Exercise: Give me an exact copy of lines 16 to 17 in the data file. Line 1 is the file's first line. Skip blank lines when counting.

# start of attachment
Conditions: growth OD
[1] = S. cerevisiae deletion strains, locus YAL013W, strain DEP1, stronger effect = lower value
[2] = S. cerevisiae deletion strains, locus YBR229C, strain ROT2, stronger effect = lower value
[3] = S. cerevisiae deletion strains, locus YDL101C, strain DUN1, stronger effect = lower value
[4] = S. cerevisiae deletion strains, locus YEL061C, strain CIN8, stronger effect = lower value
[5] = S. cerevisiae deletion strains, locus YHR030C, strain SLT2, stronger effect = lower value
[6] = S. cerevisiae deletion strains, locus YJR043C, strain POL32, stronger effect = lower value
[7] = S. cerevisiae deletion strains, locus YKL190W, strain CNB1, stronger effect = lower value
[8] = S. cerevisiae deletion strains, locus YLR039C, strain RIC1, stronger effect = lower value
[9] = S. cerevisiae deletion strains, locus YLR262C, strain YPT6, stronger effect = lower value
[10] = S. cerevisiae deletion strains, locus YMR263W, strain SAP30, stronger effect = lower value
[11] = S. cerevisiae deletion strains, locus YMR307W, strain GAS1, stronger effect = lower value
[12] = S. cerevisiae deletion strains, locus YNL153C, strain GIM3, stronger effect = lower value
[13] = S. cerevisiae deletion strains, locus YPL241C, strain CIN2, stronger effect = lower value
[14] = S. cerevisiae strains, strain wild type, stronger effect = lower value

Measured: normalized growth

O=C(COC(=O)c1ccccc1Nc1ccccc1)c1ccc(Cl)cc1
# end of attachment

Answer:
Measured: normalized growth

O=C(COC(=O)c1ccccc1Nc1ccccc1)c1ccc(Cl)cc1